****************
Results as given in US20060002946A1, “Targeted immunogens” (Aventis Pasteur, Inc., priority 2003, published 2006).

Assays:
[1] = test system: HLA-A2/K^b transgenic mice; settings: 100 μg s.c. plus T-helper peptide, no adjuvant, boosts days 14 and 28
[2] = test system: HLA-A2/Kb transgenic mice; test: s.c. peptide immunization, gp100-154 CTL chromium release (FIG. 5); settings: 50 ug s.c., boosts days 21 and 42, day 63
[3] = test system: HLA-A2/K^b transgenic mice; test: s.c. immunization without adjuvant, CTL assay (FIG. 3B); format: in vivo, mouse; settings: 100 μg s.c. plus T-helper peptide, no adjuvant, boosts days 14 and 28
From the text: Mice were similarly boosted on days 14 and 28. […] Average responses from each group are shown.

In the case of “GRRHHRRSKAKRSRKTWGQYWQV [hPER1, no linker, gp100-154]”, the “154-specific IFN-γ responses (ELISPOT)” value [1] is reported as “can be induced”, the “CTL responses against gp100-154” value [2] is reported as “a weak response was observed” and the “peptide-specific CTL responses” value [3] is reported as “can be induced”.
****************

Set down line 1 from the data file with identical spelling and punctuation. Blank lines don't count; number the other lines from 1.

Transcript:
Results as given in US20060002946A1, “Targeted immunogens” (Aventis Pasteur, Inc., priority 2003, published 2006).